It’s out of my price range.
I played a game I would likely never play, except for the fact that I had particularly gracious access from the game’s developers who also assembled and prepared a lot of expensive equipment. In truth, I do not know the value of the PC gaming hardware I used so please ignore the $3000 comment I make in the description of this article on the homepage. Everyone knows I use Macbook Pro and I’m ridiculed for it should I pop my head into the forums. That’s fine. Go ahead and laugh.
All told, I used the mouse once to launch the game client. Instead, I used an expensive looking throttle and a heavy duty stick, sporting even a metallic flip cover I needed to figure out while blindfolded by Oculus Rift in-development virtual reality goggles. At one point, a developer had to wipe the glass inside given the immense intensity I was experiencing. It was, in a word, rad.
I am of two minds regarding the overall product I went to play today and in reality, well away from the image you’ll see above which I think should remain appropriate in combination with the Youtube video here. I figured I’d only have two or three hours and walked away impressed. However, I still can’t say if you should take this preview as a seal of authentically VR-ready me. In my life, I’ve seen some beautiful things yet it would be the sensation that ultimately sells me on what you see above.
Did I convey it well?
I have always felt like I wanted to run away and escape into the virtual reality of First Kid. Dangerously foreign, obscurely geometric, hauntingly awkward were the goals, not mere objectives or orders as you might expect with most video games. It was as if I got that every single step of the way. Sitting here now and typing all of it out, you couldn’t get names or faces or even details about the game from me, other than that I remember every exploding space craft.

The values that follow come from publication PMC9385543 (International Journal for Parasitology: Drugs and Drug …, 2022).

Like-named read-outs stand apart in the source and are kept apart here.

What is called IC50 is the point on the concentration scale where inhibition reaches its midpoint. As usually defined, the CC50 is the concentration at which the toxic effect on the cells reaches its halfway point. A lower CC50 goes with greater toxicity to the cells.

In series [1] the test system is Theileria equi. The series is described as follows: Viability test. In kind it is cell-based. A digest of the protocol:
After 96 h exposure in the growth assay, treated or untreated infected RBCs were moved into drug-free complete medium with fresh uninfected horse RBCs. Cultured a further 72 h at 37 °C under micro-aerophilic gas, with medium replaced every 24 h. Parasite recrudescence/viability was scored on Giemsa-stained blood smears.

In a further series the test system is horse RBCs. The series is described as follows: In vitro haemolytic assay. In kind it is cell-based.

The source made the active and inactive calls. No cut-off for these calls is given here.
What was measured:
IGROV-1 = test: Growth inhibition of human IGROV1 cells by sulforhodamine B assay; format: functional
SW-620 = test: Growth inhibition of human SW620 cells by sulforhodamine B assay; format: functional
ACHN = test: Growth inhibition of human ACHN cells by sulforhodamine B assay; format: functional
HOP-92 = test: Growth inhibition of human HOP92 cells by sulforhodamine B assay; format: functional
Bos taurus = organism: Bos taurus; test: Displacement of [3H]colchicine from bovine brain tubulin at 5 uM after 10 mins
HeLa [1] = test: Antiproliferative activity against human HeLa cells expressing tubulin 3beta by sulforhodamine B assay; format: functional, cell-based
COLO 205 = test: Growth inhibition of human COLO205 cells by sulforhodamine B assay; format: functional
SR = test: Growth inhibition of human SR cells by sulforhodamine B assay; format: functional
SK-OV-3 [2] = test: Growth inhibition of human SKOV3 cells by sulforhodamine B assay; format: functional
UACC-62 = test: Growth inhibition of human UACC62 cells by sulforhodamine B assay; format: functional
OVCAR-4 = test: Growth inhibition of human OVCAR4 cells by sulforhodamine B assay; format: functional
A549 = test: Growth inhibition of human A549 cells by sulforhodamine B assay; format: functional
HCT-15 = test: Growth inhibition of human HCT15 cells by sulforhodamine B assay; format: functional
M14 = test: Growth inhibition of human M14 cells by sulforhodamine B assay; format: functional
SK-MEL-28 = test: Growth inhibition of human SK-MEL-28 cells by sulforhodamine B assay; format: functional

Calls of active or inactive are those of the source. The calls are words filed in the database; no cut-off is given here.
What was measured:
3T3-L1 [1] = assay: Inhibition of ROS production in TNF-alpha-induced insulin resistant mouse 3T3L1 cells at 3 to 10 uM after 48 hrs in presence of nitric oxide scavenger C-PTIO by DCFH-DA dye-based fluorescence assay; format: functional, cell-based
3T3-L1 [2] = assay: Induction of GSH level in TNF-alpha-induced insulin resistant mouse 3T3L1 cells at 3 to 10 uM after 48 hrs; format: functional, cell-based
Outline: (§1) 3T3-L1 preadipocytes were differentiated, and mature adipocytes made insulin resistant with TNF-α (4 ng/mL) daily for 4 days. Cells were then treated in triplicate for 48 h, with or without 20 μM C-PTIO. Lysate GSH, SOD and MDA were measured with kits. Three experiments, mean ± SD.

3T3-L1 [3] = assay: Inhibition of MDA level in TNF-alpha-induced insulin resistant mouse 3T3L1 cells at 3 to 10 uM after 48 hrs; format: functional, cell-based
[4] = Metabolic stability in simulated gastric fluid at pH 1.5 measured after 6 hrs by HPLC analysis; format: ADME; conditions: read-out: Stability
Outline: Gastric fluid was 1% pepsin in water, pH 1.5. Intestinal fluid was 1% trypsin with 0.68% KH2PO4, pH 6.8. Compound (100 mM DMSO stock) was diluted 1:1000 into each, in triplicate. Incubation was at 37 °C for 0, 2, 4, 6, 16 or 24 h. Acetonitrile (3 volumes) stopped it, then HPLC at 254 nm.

Moreover, I remember the presentation better than most and I’ve seen several unbelievable presentations lately.
The throttle sported metal and seemed bolted to the desk. It featured a few different buttons and the ability to input directions in addition to a large slide that didn’t falter even during intense force feedback. The rumble proved to be an important gameplay element in navigating space with the craft provided for a few tutorial missions. Grabbing the joystick was an entirely different set of circumstances.
It, like the throttle, featured buttons, most of which lit up, the metallic cover safety, and the ability to both twist and “bump” for advanced maneuvering. While I didn’t try it myself, the game allowed you to play with the engines such that you could hurtle your ship through space and bank on extreme angles. Thrusters could activate extremely close turns and in truth the enemy artificial intelligence required quite a dedicated pilot, though locking on and firing weapons was easy given the intuitive controls.
I’ll never afford this set up myself.
Whosoever can expend as much money on a piece of technology as expensive a video gaming capable PC rig either needs it for work or works. That left me fumbling with my own wallet and the knowledge that I could hardly get the virtual reality goggles without the added controls. Regardless, I recommend everyone tries it if they’re able.
If I’m completely honest, I’ve had some trouble discerning what I’ve been seeing lately with what I know and this was the absolute first time that’s happened with what I’m seeing while wearing virtual reality goggles. It was the initial grasp of the controls. At least in the tutorial missions, virtual hands reach out and grab virtual controls as you do the same in reality while wearing the Oculus Rift goggles.
Anywhere else and you couldn’t fool me, but something about the origins of Elite got me. The demonstration introducing the game threw a spinning retro-geometry render on screen. I loved feeling like the most “immersive” or potentially “innovative” piece of video gaming in years started with that image.